The Maserati MC20 super sports car went on sale in the North American market back in December. But this week, car enthusiast, car collector, and comedian Jay Leno got to spend some time behind the wheel of the all-new mid-engined supercar. Along with Head of Maserati of North America, Bill Peffer (who jumped ship last year at KIA to run the Italian marque in the Americas), Jay reviews the newest Maserati halo vehicle on his latest episode on his Jay Leno’s Garage YouTube channel.
For those who aren’t familiar with the MC20, the mid-engined MC20 comes into the lineup ready to take on the likes of Lamborghini, McLaren, and former sibling company Ferrari. The new Italian supercar measures 184-inches long, 77-inches wide, and 48-inches tall, and is bigger than the Lamborghini Huracán and yet weighs 117 lbs. lighter than the raging bull. That means the MC20 only weighs 3,306 lbs. (or 1,500 kg), thanks to a lightweight monocoque construction developed by Maserati and Dallara and lots of carbon fiber.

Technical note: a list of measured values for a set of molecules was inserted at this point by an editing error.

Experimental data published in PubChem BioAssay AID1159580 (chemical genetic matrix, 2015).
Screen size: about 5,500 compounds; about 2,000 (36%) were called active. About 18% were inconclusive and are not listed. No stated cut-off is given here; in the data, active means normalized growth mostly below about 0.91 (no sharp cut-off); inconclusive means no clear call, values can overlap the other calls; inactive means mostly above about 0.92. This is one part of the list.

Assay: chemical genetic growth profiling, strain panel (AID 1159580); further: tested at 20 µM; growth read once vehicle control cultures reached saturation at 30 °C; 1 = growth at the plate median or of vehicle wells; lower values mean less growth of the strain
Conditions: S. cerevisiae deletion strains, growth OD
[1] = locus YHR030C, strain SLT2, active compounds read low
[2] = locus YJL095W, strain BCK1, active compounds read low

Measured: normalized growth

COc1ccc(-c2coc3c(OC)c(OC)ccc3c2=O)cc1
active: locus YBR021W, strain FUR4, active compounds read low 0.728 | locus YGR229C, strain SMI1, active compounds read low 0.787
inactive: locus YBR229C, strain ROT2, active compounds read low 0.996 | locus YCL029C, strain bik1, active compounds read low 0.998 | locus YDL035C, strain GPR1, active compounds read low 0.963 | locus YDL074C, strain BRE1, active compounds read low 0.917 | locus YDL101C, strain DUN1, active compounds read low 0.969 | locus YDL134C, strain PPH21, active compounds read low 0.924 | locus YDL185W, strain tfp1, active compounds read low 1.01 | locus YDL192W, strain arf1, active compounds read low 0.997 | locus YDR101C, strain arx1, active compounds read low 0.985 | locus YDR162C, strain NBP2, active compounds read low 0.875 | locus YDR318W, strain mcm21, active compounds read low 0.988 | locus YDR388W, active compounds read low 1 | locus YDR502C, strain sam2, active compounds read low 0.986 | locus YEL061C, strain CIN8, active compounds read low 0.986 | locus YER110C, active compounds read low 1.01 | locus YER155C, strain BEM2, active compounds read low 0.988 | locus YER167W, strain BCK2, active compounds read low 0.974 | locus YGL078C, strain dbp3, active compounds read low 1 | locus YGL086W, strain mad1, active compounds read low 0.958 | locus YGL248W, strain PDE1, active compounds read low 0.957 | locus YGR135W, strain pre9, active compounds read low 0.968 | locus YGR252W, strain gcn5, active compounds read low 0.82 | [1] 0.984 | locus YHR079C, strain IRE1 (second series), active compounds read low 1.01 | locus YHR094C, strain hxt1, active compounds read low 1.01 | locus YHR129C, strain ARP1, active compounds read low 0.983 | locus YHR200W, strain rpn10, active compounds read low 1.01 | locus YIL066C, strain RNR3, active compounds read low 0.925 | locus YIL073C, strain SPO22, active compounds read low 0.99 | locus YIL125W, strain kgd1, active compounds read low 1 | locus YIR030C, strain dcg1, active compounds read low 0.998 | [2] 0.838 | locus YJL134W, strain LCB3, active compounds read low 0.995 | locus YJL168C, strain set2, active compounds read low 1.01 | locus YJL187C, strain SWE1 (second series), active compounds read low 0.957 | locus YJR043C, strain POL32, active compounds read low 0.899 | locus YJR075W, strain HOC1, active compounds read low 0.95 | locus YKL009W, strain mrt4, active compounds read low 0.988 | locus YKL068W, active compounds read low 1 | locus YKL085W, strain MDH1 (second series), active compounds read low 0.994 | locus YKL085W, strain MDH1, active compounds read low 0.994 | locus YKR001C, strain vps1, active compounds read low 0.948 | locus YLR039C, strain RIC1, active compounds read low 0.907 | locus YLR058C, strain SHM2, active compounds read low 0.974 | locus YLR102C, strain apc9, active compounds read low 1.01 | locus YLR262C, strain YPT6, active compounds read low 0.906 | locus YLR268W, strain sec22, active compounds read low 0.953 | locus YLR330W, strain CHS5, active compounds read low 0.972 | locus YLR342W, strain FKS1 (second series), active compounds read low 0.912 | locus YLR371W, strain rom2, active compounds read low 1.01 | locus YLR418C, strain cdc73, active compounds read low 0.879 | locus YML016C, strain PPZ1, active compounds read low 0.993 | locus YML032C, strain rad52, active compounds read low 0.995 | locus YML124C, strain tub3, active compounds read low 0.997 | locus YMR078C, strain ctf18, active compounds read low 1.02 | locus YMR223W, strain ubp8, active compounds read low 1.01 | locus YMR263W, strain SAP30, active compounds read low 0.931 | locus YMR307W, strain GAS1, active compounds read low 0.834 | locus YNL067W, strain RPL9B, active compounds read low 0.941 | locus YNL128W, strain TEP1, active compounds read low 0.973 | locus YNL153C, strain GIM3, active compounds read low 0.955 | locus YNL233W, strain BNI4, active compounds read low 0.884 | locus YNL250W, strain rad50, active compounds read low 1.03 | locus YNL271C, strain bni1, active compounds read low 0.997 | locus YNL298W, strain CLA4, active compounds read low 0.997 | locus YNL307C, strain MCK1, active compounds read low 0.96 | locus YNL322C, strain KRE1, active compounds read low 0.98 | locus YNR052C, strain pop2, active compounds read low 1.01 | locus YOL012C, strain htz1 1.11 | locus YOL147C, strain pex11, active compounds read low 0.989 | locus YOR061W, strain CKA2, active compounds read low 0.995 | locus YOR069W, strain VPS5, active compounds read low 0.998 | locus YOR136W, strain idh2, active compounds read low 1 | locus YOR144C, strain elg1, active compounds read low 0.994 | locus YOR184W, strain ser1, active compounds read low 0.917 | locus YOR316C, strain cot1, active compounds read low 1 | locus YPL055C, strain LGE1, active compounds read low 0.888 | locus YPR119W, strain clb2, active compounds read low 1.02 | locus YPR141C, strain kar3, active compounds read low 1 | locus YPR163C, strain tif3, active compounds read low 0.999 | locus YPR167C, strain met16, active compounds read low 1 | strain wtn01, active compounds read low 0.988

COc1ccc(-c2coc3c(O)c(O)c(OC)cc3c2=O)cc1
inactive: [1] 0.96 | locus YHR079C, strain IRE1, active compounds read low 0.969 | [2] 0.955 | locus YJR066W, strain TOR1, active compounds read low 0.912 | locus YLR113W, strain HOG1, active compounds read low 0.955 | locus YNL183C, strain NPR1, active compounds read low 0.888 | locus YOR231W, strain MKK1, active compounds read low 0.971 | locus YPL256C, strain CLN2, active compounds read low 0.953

Power comes from the all-new Maserati-built mid-mounted twin-turbocharged 3.0-liter “Nettuno” (or Neptune) V6. It delivers 621 horsepower @ 7500 rpm and 730 Nm (or 538 lb.-ft) of torque @ 3000 rpm with a specific power output of 210CV/liter (or 207 horsepower/liter). The Nettuno features twin spark plugs per cylinder, a dry-sump, as well as uses both direct and indirect fuel injection systems. The new powerplant is mated to an 8-speed dual-clutch automatic transmission and powers the rear wheels using a mechanical limited-slip differential.
The driver can opt for four traditional modes when behind the wheel of the MC20. Those include Wet, Sport, GT, and Corsa by using the drive mode selector. A fifth mode “ESC Off”, disables traction control completely and can make the MC20 a Hoonigan’s dream. Each of the modes changes certain parameters of the car, such as steering feel, throttle sensitivity, and the MC20’s adaptive suspension. Thanks to the double-wishbone suspension with active shock absorbers, the car can be raised or lowered depending on the drive mode selected.
Maserati claims a 0 to 62 mph (0 to 100 km/h) of 2.8-seconds and a top speed of 193 mph (310 km/h) for the gasoline-powered MC20.
According to Maserati, its team spent more than 2,000 hours in Dallara’s wind tunnel and more than a thousand CFD (Computational Fluid Dynamics) simulations, dialing in the sleek looks of the MC20. The handsome looks of the MC20 are highlighted with swooping LED headlamps, a huge Trident badge embedded in the grille, and features lots of swoops and divots without the aids of active aerodynamic components. Instead, the coupe uses a small integrated rear spoiler for downforce. Of course, the MC20 wouldn’t be a supercar without a set of butterfly doors.